Another universal among productive creative people is that all of them have a lifestyle that satisfies their needs for communication and socializing on a daily basis. I've come to see this as perhaps the most crucial element of personal productivity. While socializing needs vary from person to person, there were almost no creative people who didn't need a hefty dose of interpersonal communication every single day.

Typically, to sustain creative output people need both someone to bounce ideas off of and share impressions with a regular basis (usually daily or on most days) and unstructured or unpredictable socializing (generally daily). This mirrors what I discovered from long-distance hiking: a good day includes conversation with a friend, a number of interactions with strangers or acquaintances, and at least some group interaction. It can all total up to as little as two hours. Productive artists have found ways to get these three components of communication in a high-quality form on a daily or near-daily basis.

For some more introverted types, it seems that some of this meaningful interaction can be had online. That definitely doesn't work for me or for most other people.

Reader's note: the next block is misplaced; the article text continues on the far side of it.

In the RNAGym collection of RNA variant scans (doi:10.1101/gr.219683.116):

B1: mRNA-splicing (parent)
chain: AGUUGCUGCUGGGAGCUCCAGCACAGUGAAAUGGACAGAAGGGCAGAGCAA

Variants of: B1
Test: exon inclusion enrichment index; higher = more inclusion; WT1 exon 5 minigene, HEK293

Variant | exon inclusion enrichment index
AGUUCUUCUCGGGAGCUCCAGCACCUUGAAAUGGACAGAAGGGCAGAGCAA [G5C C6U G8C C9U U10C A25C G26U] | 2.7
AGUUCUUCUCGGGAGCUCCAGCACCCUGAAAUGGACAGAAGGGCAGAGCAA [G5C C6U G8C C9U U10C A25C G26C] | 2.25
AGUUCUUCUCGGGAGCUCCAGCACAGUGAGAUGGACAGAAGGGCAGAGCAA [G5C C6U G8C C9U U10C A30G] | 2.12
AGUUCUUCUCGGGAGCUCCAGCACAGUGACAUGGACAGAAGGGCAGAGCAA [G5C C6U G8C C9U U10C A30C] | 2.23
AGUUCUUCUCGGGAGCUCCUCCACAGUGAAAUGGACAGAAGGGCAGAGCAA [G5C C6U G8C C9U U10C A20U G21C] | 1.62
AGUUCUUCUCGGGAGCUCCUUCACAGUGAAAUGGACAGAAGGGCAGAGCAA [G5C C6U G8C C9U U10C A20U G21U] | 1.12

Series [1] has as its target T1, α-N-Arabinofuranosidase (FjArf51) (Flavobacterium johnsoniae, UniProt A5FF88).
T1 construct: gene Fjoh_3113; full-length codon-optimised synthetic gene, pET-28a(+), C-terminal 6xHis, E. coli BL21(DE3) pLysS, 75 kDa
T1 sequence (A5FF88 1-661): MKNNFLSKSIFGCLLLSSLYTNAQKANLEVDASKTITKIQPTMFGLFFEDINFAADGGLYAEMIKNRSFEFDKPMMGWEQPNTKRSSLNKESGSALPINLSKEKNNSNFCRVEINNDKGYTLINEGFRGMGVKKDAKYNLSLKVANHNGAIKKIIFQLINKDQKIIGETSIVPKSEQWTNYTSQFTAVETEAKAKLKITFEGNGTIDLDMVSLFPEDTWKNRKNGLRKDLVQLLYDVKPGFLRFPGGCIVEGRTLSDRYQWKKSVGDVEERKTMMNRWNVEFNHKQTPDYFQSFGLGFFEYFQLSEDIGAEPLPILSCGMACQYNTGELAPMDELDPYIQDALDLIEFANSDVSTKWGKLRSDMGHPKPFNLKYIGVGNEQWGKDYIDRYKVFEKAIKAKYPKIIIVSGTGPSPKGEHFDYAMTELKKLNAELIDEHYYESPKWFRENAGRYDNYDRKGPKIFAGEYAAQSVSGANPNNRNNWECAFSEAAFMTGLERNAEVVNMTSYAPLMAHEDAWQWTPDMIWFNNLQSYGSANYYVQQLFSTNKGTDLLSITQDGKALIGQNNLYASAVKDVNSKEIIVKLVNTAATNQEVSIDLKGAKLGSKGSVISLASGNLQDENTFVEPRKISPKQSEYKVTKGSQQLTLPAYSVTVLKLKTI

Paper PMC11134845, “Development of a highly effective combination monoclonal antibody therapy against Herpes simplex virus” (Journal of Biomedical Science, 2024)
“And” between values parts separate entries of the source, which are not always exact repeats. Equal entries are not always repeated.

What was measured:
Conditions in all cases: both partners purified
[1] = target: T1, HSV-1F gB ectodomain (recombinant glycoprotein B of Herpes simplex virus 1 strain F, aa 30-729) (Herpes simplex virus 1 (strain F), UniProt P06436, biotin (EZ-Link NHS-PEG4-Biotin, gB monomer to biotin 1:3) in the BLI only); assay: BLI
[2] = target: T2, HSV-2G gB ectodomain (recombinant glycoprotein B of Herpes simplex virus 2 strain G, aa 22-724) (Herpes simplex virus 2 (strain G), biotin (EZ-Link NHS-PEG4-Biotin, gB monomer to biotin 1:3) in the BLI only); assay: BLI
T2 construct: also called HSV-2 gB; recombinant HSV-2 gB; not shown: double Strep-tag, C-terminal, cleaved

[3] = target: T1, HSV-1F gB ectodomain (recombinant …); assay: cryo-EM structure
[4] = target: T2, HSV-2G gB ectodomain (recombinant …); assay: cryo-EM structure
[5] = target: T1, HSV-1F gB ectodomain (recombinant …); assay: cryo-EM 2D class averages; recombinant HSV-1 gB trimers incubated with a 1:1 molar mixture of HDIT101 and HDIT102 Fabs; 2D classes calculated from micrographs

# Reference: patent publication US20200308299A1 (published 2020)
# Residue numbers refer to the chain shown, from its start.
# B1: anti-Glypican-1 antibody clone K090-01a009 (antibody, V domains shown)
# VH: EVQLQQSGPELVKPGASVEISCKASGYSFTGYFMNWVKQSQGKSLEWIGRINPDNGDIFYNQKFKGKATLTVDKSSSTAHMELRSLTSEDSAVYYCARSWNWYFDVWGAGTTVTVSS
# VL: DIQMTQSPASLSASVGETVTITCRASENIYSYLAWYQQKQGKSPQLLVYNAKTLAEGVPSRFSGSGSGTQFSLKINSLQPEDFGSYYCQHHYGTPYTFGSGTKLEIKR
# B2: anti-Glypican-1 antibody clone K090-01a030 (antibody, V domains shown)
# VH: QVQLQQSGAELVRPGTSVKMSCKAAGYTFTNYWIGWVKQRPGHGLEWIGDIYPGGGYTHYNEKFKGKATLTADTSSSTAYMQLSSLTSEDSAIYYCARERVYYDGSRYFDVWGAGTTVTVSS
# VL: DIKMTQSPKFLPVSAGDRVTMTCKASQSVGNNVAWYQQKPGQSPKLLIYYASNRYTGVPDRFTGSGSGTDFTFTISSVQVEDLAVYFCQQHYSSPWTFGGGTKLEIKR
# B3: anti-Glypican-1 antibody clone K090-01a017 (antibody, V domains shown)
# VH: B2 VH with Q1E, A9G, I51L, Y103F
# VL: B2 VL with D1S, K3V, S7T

Recharged from an evening of socializing, boozing, card-playing, or whatever she finds relaxing, the productive artist goes to bed and wakes up the next day to continue the thing that their life revolves around — their creative work. They see it as their primary activity and move everything out of the way in order to engage in it.

It seems that creativity, like willpower, is a limited resource. In order to be highly creative in one part of life, one needs to automate other areas. This could mean taking a maid or a cook (yep, I've done that) or putting in the effort to learn those skills oneself and turn them into routines (I've done that, too). It could mean paying the bills through work that one doesn't have to think about much (my favorite was packing Pepsi-cola) or by doing work that is closely related to one's primary creative work.

Doing creative work requires a lot of planning and coordination of complex components, whether parts in a symphony, characters and plot in a novel, or elements of a building design. After straining his brain's executive functions for several hours, the artist may wish to let them rest for the remainder of the day. Having to plan, manage, coordinate, and execute logistics in one's everyday life almost always uses up energy that might have been spent on one's creative product. Developing near-fixed daily routines (i.e. planning once and then just following that plan) and outsourcing management are typical ways that artists maintain their productivity.

While there are a few basic commonalities in the lives of all productive artists, each has found a lifestyle formula that is well-suited to her personality and physical constitution. What works in one's youth may not work in one's maturity. In any case, the would-be artist must come to know himself and have the courage to craft a life that works for him.